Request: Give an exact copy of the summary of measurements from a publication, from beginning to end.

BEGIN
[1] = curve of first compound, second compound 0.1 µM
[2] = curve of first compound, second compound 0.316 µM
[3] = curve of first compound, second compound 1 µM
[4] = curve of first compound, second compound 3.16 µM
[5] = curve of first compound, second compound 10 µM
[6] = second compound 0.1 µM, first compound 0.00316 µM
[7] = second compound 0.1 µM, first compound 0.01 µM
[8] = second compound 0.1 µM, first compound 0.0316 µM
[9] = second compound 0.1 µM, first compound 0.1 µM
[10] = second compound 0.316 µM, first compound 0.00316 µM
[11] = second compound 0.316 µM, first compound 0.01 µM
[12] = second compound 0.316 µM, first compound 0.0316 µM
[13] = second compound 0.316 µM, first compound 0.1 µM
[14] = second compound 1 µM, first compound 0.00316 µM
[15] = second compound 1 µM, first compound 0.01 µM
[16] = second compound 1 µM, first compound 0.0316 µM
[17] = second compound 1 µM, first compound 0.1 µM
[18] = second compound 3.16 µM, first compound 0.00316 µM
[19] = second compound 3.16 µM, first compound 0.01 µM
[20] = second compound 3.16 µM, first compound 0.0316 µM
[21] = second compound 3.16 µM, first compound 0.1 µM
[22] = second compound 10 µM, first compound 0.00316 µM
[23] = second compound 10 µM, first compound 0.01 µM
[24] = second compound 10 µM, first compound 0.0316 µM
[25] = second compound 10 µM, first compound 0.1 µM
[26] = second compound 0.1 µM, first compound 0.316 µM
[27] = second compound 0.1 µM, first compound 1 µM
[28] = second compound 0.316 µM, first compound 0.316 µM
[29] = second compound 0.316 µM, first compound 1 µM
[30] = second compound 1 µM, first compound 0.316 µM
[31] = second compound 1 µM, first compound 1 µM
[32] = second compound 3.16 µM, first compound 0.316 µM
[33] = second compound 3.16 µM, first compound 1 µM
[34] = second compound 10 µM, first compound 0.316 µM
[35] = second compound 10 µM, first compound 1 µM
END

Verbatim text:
[1] = curve of first compound, second compound 0.1 µM
[2] = curve of first compound, second compound 0.316 µM
[3] = curve of first compound, second compound 1 µM
[4] = curve of first compound, second compound 3.16 µM
[5] = curve of first compound, second compound 10 µM
[6] = second compound 0.1 µM, first compound 0.00316 µM
[7] = second compound 0.1 µM, first compound 0.01 µM
[8] = second compound 0.1 µM, first compound 0.0316 µM
[9] = second compound 0.1 µM, first compound 0.1 µM
[10] = second compound 0.316 µM, first compound 0.00316 µM
[11] = second compound 0.316 µM, first compound 0.01 µM
[12] = second compound 0.316 µM, first compound 0.0316 µM
[13] = second compound 0.316 µM, first compound 0.1 µM
[14] = second compound 1 µM, first compound 0.00316 µM
[15] = second compound 1 µM, first compound 0.01 µM
[16] = second compound 1 µM, first compound 0.0316 µM
[17] = second compound 1 µM, first compound 0.1 µM
[18] = second compound 3.16 µM, first compound 0.00316 µM
[19] = second compound 3.16 µM, first compound 0.01 µM
[20] = second compound 3.16 µM, first compound 0.0316 µM
[21] = second compound 3.16 µM, first compound 0.1 µM
[22] = second compound 10 µM, first compound 0.00316 µM
[23] = second compound 10 µM, first compound 0.01 µM
[24] = second compound 10 µM, first compound 0.0316 µM
[25] = second compound 10 µM, first compound 0.1 µM
[26] = second compound 0.1 µM, first compound 0.316 µM
[27] = second compound 0.1 µM, first compound 1 µM
[28] = second compound 0.316 µM, first compound 0.316 µM
[29] = second compound 0.316 µM, first compound 1 µM
[30] = second compound 1 µM, first compound 0.316 µM
[31] = second compound 1 µM, first compound 1 µM
[32] = second compound 3.16 µM, first compound 0.316 µM
[33] = second compound 3.16 µM, first compound 1 µM
[34] = second compound 10 µM, first compound 0.316 µM
[35] = second compound 10 µM, first compound 1 µM